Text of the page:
Being a positive influence

Social media | Social media influencer | Social media campaign
Whether we like to admit it or not, we’re all seeking to exert our influence every day. From trying to influence your significant other to order pizza for dinner instead of curry, to influencing your target market to purchase your products rather than a competitor’s, there are lots of little ways we try to sway the views of others. From a PR perspective, getting social media influence right can make or break your whole campaign. 

By Kirsty McMahon

The WorldPost has come together with the Gottlieb Duttweiler Institute in Zurich and MIT research scientist Peter Gloor to produce its 2016 Global Thought Leaders Index. This annual index ranks the top global social media influencers of the last twelve months, as well as breaking down influencers in various language ‘webspheres’ and how they are connected with one another.

Shouting into the void 
The definition of a social media influencer is a social media user that has established credibility in a specific industry who has access to a large audience and can persuade others by virtue of his or her authenticity and reach.

This means that one simple way of measuring whether someone is an influencer is to look at how many followers they have and how far their messages reach. However, The WorldPost’s index uses software that evaluates rankings based on a more complex algorithm.

That’s why you won’t find Facebook’s Mark Zuckerberg or US President-elect Donald Trump taking a high spot in the ranks… but you will find Telsa’s Elon Musk.

This is because the report prioritises influencers based on their thinking, and not just those who have the most likes or followers; the strength of the relationship with their relevant audiences is also an important factor. Musk ranks at number 21 in the list of global influencers in the English-speaking websphere because of his ideas and discussion of things like travelling to Mars and the development of the hyperloop, rather than shouting about Tesla’s products.

Being a positive influence
This is a vital lesson for anyone using social media in their PR campaign — which should be everyone given social media’s increased influence and power. As with other tactics in any campaign worth its salt, the messages and the topics you discuss should be all about your customer’s future, not just shouting about yourself.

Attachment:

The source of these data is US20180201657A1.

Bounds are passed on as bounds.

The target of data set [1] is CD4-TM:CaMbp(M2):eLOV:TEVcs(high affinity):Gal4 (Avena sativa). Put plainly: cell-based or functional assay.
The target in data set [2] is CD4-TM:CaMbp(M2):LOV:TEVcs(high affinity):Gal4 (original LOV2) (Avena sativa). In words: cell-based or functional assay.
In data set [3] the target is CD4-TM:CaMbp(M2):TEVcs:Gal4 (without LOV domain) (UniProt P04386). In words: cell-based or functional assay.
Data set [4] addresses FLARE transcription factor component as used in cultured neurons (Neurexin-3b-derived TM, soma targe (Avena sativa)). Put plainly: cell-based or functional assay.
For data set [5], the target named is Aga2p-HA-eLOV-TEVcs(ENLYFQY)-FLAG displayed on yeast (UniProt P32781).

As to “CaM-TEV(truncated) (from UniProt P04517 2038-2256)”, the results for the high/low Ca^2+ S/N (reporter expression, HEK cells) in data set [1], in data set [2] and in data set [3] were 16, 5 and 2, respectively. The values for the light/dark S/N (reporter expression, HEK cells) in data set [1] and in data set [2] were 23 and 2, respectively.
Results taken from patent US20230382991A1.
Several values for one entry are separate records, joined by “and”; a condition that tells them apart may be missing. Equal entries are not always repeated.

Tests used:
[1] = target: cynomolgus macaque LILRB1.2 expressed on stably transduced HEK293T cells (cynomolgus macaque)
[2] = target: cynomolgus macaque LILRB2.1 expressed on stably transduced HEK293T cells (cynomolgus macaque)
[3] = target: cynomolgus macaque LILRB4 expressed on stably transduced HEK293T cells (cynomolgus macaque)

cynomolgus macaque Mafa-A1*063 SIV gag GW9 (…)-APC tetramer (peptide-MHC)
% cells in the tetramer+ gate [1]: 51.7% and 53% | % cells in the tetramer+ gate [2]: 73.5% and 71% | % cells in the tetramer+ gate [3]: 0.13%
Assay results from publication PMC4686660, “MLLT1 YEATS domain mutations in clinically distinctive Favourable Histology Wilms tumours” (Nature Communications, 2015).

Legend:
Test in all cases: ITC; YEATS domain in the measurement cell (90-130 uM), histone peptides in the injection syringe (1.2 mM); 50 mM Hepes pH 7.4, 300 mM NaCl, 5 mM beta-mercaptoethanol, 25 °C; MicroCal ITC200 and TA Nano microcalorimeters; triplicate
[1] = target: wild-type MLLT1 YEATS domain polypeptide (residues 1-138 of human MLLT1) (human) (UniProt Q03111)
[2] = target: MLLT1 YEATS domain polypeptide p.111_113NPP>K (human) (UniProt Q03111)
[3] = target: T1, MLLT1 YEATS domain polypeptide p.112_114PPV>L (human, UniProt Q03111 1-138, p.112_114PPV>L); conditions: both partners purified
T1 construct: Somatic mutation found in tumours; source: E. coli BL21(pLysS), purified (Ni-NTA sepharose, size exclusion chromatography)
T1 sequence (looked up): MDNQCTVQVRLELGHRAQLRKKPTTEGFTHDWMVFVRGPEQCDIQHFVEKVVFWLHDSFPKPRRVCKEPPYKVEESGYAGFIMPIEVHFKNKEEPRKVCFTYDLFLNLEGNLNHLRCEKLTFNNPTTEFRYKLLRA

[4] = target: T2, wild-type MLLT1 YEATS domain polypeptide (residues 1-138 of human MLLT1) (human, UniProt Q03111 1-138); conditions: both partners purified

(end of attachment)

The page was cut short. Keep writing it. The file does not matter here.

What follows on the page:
This is much easier than it sounds. For example, if you’re selling clothes, your customers are likely interested in wider fashion issues such as sustainably sourced materials. If you sell SCADA software to factory owners, your customers are going to be interested in how the Internet of Things (IoT) is going to affect their operation or how to protect themselves from cyber attack.

Using social media channels to share advice, information or champion ideas that help and excite your customer creates a positive environment that includes an audience of people that actually care about what you have to say — making them much more likely to engage and become a customer.

It’s also vital that you develop connections with other influencers in your field. These don’t have to be top global influencers like those listed in The WorldPost index. No matter what field you operate in, there are social media influencers talking about the same or similar topics as you, with access to an engaged audience.

These could be national or trade journalists, celebrities who champion a cause you support, lecturers specialising in your area or even other business owners. Investing time in connecting and, more importantly, engaging with these individuals will massively improve your social media credibility.

Of course, you can achieve all of this easily by just getting in touch a PR agency that specialises in great social media campaigns, like Stone Junction... not that I’d want to influence you in any way!

Kirsty McMahon

Stone Junction is a cool technical PR agency based in Stafford. We work for all sorts of businesses, with a particular focus on technology, technical and engineering companies. We like being sent cake and biscuits by clients, journalists and prospects.

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